On Friday evening July 19, just after 6:30 p.m., a woman apparently fell to her death from a roller coaster at Six Flags Over Texas in Arlington. The woman, according to a witness, had expressed concern to an attendant, at the time of boarding, that she was not properly secured in her seat. The ride worker reportedly appeared unconcerned about her complaint.
A spokesperson for the park confirmed that the woman died while riding the Texas Giant roller coaster, but would not conform how she died. Witnesses however, told local news media that the woman tumbled over the side of the car, and screamed as the coaster made a sudden maneuver.
Six Flags released another short statement early Saturday morning:
“Our thoughts and prayers are with the family. The investigation into the death at Texas Giant is still ongoing. We are working closely with authorities to determine the cause of the accident. The ride will remain closed. In addition, we have canceled the concert that was scheduled for today.”
According to the Dallas Morning News, other passengers on the ride were hysterical as they waited to disembark
John Putman told USA Today that he was in line awaiting his turn on the ride when the car from which the woman fell returned to the ground. Putman said a man and woman got out.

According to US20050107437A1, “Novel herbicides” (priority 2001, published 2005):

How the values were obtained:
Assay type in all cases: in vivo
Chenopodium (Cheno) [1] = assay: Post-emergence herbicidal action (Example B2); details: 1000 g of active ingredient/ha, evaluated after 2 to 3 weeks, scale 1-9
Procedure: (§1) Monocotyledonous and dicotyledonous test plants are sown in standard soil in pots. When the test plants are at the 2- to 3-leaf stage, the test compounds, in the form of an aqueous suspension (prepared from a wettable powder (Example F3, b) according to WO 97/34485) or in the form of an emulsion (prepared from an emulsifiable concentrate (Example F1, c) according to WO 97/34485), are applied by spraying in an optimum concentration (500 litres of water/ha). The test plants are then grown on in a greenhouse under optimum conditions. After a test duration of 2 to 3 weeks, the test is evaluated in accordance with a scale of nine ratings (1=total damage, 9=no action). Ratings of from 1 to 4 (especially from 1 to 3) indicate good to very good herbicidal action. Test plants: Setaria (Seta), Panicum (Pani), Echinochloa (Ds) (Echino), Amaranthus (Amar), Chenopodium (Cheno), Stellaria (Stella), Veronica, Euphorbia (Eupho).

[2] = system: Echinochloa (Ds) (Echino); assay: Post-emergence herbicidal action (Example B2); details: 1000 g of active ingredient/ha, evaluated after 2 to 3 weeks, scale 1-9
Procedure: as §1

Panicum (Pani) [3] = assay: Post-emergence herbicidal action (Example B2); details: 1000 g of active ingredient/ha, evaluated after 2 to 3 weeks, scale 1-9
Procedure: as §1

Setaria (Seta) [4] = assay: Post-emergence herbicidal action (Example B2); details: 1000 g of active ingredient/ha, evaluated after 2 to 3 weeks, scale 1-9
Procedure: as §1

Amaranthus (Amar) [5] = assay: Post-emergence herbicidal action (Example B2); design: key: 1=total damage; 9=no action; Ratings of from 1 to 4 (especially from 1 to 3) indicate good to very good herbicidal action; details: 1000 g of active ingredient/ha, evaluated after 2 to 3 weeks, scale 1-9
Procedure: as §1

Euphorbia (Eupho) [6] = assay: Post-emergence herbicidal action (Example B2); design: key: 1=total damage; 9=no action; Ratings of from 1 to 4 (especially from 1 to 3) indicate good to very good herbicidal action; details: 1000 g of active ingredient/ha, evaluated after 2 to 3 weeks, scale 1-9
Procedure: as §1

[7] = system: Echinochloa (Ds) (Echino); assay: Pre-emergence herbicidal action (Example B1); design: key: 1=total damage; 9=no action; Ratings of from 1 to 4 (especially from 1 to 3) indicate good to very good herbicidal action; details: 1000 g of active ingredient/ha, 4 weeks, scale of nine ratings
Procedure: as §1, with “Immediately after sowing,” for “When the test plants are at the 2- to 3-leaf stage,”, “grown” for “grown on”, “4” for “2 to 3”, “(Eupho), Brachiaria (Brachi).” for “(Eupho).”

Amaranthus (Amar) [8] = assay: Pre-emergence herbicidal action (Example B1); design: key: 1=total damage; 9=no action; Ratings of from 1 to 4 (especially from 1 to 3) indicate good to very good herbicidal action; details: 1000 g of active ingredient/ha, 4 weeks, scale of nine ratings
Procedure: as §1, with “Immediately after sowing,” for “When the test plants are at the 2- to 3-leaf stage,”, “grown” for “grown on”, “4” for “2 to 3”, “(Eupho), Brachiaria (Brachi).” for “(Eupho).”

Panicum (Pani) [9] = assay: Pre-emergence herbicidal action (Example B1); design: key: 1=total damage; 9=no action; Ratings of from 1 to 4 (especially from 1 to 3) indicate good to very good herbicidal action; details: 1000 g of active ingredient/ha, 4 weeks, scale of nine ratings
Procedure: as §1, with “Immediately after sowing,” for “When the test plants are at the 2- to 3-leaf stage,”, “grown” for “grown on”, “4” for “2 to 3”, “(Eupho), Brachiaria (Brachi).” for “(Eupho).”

“They were screaming, ‘My mom! My mom! Let us out, we need to go get her!’ ” Putman said.
“She goes up like this. Then when it drops to come down, that’s when it (the safety bar) released and she just tumbled,” Carmen Brown of Arlington told The Dallas Morning News. Brown said she was waiting in line to get on the ride when the accident happened. She witnessed the woman being strapped into the ride.
“They didn’t secure her right. One of the employees from the park — one of the ladies — she asked her to click her more than once, and they were like, ‘As long you heard it click, you’re OK.’ Everybody else is like, ‘Click, click, click.'” Brown told the newspaper.
“Hers only clicked once. Hers was the only one that went down once, and she didn’t feel safe, but they let her still get on the ride,” Brown said.
The ride, The New Texas Giant, won The Golden Ticket Award for best new ride of 2011 by Amusement Today magazine. It reaches 4 stories high and can carry up to 24 riders. It opened in 1990 as an all-wooden coaster and underwent renovation in 2010 to install steel hybrid rails.
The park clarified that the investigation is “internal” and no other park attractions will be closed because of the accident.
Friday’s accident marked the second guest fatality since the park opened in 1961. The park’s first fatality happened in 1999. A 28-year-old Arkansas woman drowned and 10 other passengers were injured when a raft-like boat on the Roaring Rapids ride overturned in 2 to 3 feet (60 to 90 centimetres) of water.
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